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Business Observer Wednesday, Nov. 4, 2020 2 months ago

Cool Construction: Girl Scouts cabins prove to be challenging project

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Jonathan Moore hopes the cabins can serve as prototypes for other Girl Scouts organizations nationally.
by: Grier Ferguson Sarasota-Manatee Editor

Project: New cabins for Girl Scouts of West Central Florida

Location: Pinellas County

Date: Completed in September. The project took about nine months. 

Cost: About $1.2 million

Size: Each cabin has 800 air-conditioned square feet plus a 250-square-foot patio

Courtesy. InVision Advisors President Jonathan Moore says he hopes the new cabins for Girl Scouts of West Central Florida can serve as prototypes for other Girl Scouts organizations.

Builder: LLW Construction, Tampa

Architect: Tom Szumlic, Tampa

Project details: Girl Scouts of West Central Florida wanted to add three new cabins to an existing camp in Pinellas County.

InVision Advisors was the owner’s representative firm for the project. President Jonathan Moore says owner’s representatives are prominent in big cities like Miami, New York and Paris but not as much on the west coast of Florida. “We manage the design and construction process for owners or investors who need expert guidance,” he says.

Tampa-based InVision, with a staff of seven and about 40 projects running at a time, works on everything from luxury residential projects and restaurants to theaters and a biotech park. The firm also does a lot of work with nonprofits, including the Girl Scouts. As a Girl Scouts dad whose wife has been a troop leader and co-troop leader for years, Moore had additional expertise to add to the project, too. InVision worked on the new cabins in Pinellas County and on another Girl Scouts project to add new cabins to an existing camp near Ocala.

Cool factor: As the end users, some Girl Scouts themselves got to be part of the building process. They drew pictures of what they wanted to see in their new cabins, and although some requests, like slides, weren’t possible, the construction team could deliver on other things, such as gathering spaces in the middle of the bunks and nice bathrooms.

The new cabins, Moore says, have an open area with bunk beds and large bathroom facilities with mirrors, storage cubbies and showers. Each cabin sleeps 16 people. Unlike the older cabins that have an air conditioning unit in the wall, the new cabins have central AC — quite the “cool” factor. A crucial component of the new cabins is space for the girls to gather.

Courtesy. The new cabins have an open area with bunk beds and large bathroom facilities with mirrors, storage cubbies and showers. Each cabin sleeps 16 people.

“I think it’s a true reflection of what the girls want to do in this next generation of Girl Scouting,” says Moore. “They want to build relationships, be with each other and they want to do activities. The cabins are a tool to let the girls develop those relationships.”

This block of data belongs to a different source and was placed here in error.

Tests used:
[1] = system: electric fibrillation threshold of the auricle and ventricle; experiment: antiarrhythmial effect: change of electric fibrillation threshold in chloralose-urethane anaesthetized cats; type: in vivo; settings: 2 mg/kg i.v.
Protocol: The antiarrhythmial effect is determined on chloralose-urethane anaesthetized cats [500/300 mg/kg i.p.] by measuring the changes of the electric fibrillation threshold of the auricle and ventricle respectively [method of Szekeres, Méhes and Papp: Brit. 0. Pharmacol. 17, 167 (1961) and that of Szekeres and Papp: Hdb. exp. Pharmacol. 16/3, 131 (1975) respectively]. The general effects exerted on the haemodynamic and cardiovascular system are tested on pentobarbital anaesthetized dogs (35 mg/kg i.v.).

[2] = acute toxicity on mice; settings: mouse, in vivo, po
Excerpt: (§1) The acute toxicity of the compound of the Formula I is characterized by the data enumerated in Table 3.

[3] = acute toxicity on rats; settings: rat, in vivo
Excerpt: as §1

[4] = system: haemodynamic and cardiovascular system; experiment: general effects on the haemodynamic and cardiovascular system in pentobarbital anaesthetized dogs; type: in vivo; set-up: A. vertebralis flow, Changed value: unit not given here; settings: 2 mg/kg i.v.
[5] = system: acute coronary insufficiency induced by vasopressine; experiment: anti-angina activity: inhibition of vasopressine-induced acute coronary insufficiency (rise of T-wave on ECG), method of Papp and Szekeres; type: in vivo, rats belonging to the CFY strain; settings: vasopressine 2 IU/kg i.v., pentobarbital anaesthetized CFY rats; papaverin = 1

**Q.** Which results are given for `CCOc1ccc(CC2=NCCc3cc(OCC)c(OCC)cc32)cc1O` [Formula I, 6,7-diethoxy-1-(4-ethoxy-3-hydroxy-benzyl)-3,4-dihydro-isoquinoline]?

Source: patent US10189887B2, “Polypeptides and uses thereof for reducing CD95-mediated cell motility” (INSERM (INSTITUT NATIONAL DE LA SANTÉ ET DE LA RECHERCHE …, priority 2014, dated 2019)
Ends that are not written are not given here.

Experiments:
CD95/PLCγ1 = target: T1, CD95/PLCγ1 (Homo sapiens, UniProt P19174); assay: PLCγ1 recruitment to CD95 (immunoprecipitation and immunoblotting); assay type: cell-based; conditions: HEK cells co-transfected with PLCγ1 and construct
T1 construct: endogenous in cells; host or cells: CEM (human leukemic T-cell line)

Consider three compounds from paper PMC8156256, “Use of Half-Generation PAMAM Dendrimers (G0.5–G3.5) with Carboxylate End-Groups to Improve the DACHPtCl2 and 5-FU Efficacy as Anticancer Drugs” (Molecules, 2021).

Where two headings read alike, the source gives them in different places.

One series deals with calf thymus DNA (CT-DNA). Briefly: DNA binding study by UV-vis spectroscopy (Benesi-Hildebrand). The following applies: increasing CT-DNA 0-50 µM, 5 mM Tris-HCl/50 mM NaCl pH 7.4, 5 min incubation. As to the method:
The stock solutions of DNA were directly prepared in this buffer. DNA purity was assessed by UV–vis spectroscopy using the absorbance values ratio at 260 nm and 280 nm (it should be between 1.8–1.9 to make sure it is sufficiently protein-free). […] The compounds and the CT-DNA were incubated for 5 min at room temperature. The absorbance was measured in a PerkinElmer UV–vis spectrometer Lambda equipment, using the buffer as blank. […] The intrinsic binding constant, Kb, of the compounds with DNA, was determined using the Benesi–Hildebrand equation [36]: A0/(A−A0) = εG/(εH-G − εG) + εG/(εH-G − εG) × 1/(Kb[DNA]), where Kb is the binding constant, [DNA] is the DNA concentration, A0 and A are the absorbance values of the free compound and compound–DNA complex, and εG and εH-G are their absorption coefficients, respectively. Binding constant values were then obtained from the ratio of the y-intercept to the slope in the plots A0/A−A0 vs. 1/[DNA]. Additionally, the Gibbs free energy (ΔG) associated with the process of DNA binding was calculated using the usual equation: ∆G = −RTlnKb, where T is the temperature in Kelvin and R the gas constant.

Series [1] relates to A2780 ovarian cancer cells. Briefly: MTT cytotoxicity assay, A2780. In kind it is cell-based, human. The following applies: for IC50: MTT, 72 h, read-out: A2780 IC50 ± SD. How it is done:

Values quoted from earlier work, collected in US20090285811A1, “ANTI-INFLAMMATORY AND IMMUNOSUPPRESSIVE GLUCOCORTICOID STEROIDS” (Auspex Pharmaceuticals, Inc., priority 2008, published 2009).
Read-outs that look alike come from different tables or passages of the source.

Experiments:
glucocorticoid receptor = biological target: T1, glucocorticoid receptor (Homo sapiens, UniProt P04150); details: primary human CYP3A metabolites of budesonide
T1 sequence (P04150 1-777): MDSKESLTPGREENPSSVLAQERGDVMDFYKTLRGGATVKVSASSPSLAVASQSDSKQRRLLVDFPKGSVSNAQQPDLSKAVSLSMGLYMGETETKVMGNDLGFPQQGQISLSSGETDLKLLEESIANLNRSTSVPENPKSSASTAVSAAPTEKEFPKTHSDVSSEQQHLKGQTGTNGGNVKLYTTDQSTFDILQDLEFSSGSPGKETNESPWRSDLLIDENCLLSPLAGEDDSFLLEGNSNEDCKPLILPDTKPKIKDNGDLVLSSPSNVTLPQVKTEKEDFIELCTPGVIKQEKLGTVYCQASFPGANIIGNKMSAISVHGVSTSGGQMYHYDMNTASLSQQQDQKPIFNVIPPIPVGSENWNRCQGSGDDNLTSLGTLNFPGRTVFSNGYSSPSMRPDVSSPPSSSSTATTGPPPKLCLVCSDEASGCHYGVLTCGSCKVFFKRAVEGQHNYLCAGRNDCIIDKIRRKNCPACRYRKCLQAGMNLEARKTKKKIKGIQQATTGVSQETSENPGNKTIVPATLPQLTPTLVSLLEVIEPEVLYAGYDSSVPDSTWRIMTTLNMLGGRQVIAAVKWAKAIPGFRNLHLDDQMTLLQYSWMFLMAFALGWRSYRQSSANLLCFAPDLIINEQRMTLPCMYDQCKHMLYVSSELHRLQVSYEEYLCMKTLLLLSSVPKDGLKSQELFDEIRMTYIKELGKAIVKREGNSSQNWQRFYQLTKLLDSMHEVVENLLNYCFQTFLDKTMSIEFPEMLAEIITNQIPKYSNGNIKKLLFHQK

Moore hopes the cabins can serve as prototypes for other Girl Scouts organizations nationally, and he's already had conversations with other councils about the possibility of replicating the cabins elsewhere. “We really want these to be catalysts,” he says.

Challenges: A key challenge on the project, Moore says, was the lack of provision in the Florida building code for a cabin in the middle of the woods with 16 beds. “The only thing we could go off of was the hotel code,” he says. That meant having to comply with codes for transient housing and what would be required of, say, a 30-story Marriott.

There were also strenuous requirements to meet related to safety, fire and hurricanes. Those requirements included installing lighted steel railings next to wood railings, incorporating provisions for wheelchairs, adding fire sprinklers and more. Bringing fire sprinklers and water to the middle of the woods through trees, roots and rocks wasn’t easy — or cheap.

Courtesy. As the end users, Girl Scouts themselves got to be part of the building process, too, drawing pictures of what they wanted to see in their new cabins.

On the hurricane front, due to their proximity to the water, the cabins had to be engineered to resist tidal actions and six feet of storm surge. Because of that, the cabins are raised about 15 feet off the ground.

Overall, the challenges of the remote site coupled with code requirements added up to a complicated project. “We have a $1 billion tower in downtown Miami that’s 69 stories tall,” says Moore of another InVision project. “We spent less time on that project than the Girl Scouts projects.”

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